Saturday, September 18, 2021

Australian climate action rated Highly Insufficient by Climate Action Tracker

The Climate Action Tracker, in a new report, has highlighted that Australia, in the leadup to the UN Climate Conference in Glasgow (COP26), is one of the climate action emission reduction and policy laggards. It categorised Australia in the Highly Insufficient category in the Overall rankings. It criticised Australia for effectively submitting the same Nationally Determined Contribution (NDC) when the Paris Agreement calls for countries to increase ambition.

It called out Australia among a shortlist: "Of particular concern are governments - Australia, Brazil, Indonesia Mexico, New Zealand, Russia, Singapore, Switzerland and Viet Nam - that have failed to lift ambition at all – they have submitted the same or even less ambitious 2030 targets than they had put forward in 2015. These countries need to rethink their choice." 

Monday, September 13, 2021

Australian climate finance falling far short of our fair share, getting worse

A new report highlights the shortfall in developed countries climate finance, including noting Australia as a particular laggard. It estimates the Australian Government is contributing about 8 per cent of what our global fair share commitment should be for the years 2020-2025.

Antonio Guterres, the UN Secretary General, has warned developed nations they must deliver on climate finance for a successful outcome from the UN Climate Conference in Glagow (COP26) in November. 

The UN Secretary General, speaking at High-Level Dialogue on Climate Action in the Americas, hosted by the Government of Argentina , said developed nations must deliver on the solidarity agenda. He told the Dialogue: 

“developed nations must deliver on the solidarity agenda. That means support to developing countries on vaccines, debt and liquidity, as well as climate finance. We need a credible plan for delivering on the $ 100 billion dollar commitment made over a decade ago. We need it well ahead of Glasgow, to restore trust.” he said.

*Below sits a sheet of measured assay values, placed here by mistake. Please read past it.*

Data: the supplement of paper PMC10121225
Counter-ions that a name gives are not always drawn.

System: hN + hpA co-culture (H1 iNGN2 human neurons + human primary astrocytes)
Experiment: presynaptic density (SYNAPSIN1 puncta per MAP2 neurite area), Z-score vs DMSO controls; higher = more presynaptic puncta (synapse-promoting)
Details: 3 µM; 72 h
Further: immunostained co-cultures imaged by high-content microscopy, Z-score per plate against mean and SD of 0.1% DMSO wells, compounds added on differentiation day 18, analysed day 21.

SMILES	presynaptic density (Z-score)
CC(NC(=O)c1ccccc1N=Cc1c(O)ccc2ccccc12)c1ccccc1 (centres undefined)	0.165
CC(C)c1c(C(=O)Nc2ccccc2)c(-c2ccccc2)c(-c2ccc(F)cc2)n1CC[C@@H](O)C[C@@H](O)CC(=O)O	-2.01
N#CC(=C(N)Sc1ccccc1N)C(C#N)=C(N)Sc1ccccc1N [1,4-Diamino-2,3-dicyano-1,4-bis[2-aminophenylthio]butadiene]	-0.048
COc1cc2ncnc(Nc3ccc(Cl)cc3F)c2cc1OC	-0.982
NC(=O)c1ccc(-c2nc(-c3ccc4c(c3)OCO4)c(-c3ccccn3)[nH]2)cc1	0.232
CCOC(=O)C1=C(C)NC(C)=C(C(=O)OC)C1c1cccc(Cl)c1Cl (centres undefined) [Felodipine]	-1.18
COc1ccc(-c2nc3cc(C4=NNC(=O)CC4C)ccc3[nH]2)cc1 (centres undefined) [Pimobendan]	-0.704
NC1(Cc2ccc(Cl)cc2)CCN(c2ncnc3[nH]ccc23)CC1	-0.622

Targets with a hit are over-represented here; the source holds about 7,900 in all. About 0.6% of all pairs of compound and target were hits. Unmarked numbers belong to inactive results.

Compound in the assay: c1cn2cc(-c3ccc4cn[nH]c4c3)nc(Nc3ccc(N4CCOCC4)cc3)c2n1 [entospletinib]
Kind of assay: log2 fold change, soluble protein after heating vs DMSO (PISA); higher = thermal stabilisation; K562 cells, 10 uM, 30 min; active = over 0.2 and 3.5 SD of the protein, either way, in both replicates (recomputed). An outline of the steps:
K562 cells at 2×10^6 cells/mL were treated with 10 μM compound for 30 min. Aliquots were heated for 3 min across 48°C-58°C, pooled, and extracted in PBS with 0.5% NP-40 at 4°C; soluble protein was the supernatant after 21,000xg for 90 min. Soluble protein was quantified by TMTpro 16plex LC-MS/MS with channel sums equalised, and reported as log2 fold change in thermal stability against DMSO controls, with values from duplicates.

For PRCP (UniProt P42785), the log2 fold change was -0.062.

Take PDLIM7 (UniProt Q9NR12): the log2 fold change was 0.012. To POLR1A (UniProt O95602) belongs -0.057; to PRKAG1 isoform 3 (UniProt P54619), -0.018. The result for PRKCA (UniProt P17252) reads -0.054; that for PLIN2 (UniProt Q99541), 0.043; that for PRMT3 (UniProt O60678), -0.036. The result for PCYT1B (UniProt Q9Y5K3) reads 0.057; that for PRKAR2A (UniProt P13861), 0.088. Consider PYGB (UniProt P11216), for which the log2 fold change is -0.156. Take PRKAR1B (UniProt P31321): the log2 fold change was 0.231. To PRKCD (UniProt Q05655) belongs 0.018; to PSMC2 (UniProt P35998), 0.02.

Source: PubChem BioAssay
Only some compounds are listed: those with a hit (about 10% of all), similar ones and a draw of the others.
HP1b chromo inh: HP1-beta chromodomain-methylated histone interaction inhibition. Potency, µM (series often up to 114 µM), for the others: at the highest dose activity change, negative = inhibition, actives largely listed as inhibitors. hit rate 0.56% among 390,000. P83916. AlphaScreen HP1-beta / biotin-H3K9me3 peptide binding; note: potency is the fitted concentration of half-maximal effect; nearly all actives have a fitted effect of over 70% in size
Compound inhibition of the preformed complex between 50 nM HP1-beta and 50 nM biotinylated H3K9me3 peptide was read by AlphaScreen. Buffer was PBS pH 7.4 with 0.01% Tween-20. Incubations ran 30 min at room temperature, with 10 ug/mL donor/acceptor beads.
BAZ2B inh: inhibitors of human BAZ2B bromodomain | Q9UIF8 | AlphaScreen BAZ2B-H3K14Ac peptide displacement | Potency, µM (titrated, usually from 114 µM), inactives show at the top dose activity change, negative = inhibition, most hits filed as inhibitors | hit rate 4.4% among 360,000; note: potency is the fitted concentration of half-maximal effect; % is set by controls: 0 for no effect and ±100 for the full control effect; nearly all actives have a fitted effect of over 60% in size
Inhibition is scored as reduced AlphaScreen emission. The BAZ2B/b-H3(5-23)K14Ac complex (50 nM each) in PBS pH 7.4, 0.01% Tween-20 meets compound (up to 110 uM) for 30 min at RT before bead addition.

In 2009 at the UN Climate Change Conference (COP15) in Copenhagen Australia committed with other developed nations to raising US $100 billion climate finance per year from 2020 to developing countries to assist the transition and global decarbonistion.

Of the 23 developed countries responsible for providing international climate finance, only Germany, Norway and Sweden have been paying their fair share of the annual $100 billion goal. All other countries are falling short.

Australia, Canada, Greece, New Zealand, Portugal and the United States (US) all contributed less than 20% of their fair share of international climate finance. 

Australia has committed AU$1.5 billion (US$1.1 billion) for climate finance for 2021–2025, which means it will be funding only 8 per cent of its fair share over the next five years, according to the study.

The OECD and Oxfam International in recent media releases have also highlighted this shortfall in climate finance commitment, one of the pillars behind the Paris Agreement. (see updates below)

Sunday, September 12, 2021

IPCC report, Labor climate policy and targets: Email to Peter Khalil MP for Wills

The following email was sent to Labor MP for Wills, Peter Khalil on 16 August 2021. As of 12 September 2021 there has been no response or acknowledgement of this email. 

Thursday, September 2, 2021

Australia: Carbon Capture and Storage | Honest Government Ad

The Juice Media latest Honest Government Ad on Carbon Capture and storage.

Great dissection of one of the Australian Government Technology Investment Roadmap 'solutions' for climate change that actually results in little climate mitigation while it continues to enrich the Fossil Fuel mining companies.

Global framework on Biodiversity - Australian statement on the Convention on Biodiversity 2030 target

Australia's statement on the Convention on Biodiversity Plenary 24 Aug - Open-ended Working Group 3 on Post-2020 Global Biodiversity Framework. The Conference of the Parties (COP15) for the Convention on Biodiversity is coming up early next year. I haven't seen any local news on this...

I'd like to highlight this part of the statement in particular:
"Australia welcomes a global target for the protection of 30 per cent of land and 30 per cent of sea by 2030. We support the focus in this target on areas important for biodiversity and through a combination of protected areas and other effective area-based conservation measures. Australia also recognises that Indigenous Peoples and Local Communities (IPLCs) must be full partners in the implementation of this target."

You can read the draft global framework on Biodiversity to be put for adoption.

The draft framework includes 21 targets for 2030 that call for, among other things:

• At least 30% of land and sea areas global (especially areas of particular importance for biodiversity and its contributions to people) conserved through effective, equitably managed, ecologically representative and well-connected systems of protected areas (and other effective area-based conservation measures)